6 thoughts on “Realism in Harry Potter

  1. A couple of comments. First and foremost, your posts will be much, much more readable if you split them up into paragraphs.

    Second, shall I assume that the Bible sets your standards for objectionable elements in literature? If so, you should have no problems with detailed descriptions of violent acts and immoral activities.

    Thirdly, your objections with Harry Potter seem primarily based on the fact they depict events in modern times, whereas LOTR/Chronicles depict their stories in fantasy locations. Yet my 11 year old brother and his friends play Lord of the Rings, swinging sticks instead of swords. So, setting seems to have little effect on whether children will imitate it.

    My other brother and I played Batman when we saw the old, ridiculously censored 50’s TV show reruns. Needless to say, I have not grown up to become a tights-wearing, crime-fighting superhero. I very much doubt that my brother will become an elvish warrior. It’s just play.

    The Harry Potter imitators are just playing. Just kids having fun. Relax.

  2. I have read the first five books all the way through five times and some of the individual books more times than that. I just finished reading the sixth and most recent volume this past Monday night.

  3. Hey I posted a comment earlier, but I think it got moderated because I had too many links in it. Could you approve it?

  4. I agree about my formatting problems (no paragraphs). I’ll go back and edit my posts to make them more reader friendly.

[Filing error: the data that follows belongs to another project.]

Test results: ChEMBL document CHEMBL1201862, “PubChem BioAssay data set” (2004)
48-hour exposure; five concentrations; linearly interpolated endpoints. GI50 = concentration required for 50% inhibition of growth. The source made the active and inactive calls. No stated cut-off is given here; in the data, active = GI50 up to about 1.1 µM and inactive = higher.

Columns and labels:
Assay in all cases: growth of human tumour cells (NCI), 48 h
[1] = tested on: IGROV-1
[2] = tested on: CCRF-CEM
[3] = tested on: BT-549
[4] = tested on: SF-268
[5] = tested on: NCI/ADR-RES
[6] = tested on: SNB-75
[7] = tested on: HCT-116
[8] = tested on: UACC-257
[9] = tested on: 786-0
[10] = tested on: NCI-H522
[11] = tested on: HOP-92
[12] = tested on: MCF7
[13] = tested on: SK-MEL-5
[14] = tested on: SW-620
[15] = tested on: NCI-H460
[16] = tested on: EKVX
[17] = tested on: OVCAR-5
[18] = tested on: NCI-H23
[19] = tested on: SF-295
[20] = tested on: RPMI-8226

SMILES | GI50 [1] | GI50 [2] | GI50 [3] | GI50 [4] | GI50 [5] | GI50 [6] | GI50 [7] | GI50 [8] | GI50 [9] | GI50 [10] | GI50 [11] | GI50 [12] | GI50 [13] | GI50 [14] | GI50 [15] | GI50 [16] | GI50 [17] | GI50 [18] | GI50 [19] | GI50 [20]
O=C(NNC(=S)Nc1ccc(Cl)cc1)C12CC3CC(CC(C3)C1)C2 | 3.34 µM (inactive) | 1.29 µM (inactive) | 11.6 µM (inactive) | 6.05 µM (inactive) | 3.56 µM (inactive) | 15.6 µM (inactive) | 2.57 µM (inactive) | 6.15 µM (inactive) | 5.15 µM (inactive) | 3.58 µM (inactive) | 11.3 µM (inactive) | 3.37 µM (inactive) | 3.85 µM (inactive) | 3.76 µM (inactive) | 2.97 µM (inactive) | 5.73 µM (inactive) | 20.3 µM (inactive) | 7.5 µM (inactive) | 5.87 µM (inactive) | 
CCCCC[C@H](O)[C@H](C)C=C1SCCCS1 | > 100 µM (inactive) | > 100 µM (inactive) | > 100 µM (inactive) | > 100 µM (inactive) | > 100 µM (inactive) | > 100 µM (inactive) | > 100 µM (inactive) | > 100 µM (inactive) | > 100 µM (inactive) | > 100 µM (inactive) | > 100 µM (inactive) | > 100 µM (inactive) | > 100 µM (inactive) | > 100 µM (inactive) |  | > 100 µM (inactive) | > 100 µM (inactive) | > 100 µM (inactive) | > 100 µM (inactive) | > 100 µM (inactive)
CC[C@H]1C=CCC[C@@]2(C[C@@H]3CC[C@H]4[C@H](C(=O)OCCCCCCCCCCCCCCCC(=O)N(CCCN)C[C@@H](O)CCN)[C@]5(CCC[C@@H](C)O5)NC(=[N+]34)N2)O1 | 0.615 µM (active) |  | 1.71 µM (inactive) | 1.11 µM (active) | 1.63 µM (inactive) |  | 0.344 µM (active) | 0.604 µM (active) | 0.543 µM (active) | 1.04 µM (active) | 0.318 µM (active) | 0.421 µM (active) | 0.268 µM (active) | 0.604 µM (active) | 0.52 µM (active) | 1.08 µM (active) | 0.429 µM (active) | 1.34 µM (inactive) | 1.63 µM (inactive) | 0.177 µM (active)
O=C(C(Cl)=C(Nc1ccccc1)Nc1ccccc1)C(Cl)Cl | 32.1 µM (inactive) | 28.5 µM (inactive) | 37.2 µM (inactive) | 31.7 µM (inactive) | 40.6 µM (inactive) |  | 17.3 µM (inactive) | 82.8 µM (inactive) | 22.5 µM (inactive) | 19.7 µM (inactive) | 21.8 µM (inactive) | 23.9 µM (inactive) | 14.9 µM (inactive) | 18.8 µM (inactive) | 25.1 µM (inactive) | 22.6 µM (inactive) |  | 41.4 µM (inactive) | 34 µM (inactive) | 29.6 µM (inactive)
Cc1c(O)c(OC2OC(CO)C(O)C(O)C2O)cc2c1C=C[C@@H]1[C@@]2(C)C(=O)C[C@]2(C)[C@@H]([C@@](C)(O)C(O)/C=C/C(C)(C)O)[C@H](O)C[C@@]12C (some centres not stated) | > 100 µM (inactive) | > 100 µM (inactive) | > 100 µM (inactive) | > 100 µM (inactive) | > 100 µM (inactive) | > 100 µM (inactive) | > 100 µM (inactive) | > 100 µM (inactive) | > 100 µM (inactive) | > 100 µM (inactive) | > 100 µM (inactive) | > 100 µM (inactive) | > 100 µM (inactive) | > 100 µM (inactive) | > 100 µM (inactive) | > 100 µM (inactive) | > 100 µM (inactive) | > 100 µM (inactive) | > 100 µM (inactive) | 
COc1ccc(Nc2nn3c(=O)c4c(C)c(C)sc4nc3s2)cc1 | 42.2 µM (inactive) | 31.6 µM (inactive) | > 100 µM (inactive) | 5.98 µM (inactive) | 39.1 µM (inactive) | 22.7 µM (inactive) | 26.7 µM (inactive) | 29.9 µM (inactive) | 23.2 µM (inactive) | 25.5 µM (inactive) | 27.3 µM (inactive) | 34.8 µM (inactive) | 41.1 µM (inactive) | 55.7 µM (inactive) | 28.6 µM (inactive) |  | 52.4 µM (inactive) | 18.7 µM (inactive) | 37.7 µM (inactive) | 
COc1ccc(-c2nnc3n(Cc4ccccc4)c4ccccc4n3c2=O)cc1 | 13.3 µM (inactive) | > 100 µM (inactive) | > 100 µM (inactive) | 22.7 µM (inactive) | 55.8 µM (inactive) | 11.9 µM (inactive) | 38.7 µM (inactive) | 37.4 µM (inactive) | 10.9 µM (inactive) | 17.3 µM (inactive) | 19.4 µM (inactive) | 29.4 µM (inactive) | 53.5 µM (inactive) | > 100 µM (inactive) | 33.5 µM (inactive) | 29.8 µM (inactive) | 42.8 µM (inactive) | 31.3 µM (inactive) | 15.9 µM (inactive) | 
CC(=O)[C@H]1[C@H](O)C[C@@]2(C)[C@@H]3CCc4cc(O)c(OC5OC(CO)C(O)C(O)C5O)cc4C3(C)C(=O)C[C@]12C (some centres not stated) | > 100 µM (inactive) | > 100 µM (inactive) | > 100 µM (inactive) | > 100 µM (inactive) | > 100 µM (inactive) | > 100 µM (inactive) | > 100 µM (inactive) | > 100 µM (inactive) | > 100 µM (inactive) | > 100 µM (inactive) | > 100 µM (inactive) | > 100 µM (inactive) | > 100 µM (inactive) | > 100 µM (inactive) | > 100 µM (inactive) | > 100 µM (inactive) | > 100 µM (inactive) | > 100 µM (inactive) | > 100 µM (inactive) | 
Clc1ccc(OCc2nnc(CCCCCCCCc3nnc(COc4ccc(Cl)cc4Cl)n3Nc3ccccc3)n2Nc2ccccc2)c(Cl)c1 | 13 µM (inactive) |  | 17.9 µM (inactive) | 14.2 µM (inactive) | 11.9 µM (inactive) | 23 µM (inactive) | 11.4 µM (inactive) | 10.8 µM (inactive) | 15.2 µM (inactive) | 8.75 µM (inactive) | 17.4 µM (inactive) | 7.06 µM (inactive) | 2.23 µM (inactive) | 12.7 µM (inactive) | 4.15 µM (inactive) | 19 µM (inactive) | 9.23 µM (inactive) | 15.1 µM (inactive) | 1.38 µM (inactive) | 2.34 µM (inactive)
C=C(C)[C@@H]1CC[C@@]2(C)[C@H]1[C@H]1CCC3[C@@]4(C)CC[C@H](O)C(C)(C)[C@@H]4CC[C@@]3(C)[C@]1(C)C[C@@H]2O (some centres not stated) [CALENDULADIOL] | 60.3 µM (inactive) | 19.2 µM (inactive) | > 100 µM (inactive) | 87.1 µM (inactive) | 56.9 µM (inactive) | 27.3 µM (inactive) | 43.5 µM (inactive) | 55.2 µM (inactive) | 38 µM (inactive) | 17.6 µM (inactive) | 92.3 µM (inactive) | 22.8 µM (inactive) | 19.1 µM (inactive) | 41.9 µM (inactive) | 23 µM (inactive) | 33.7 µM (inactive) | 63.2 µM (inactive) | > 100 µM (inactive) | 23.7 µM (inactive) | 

Secondly, I don’t necessarily object to violent acts, immoral activities, erroneous worldview, etc. All of these elements are in the Bible and if I were to be against all such material I couldn’t read the Bible. The issue isn’t whether objectionable elements are present, but how they are presented. The author’s tone toward them is what matters.

    Thirdly, yes kids do imitate LOTR, Batman, and other things they see on television or read in books. The difference is that most kids make the distinction that Middle-Earth/Narnia aren’t real places because the authors present them as fantasy world. Rowling presents Harry Potter as occurring in contemporary London and England. She makes no effort to present her work as occurring in a fantasy world and blurs the distinction between ficition and reality.

    There is a difference between having kids pretending to be elves and dueling with each other and kids pretending to being witches and wizards, especially when businesses are marketing real occult/magic books at them. The religious aspect of witchcraft and wizadry differs from pretending to be an elf. Having kids chanting spells (even if they are made up) opens them up to situations and mindsets where they begin to accept or sympathize with the occult and wizadry.

  5. Pingback: Conservative Book Talk » Harry Potter and the Deathly Hallows by J. K. Rowling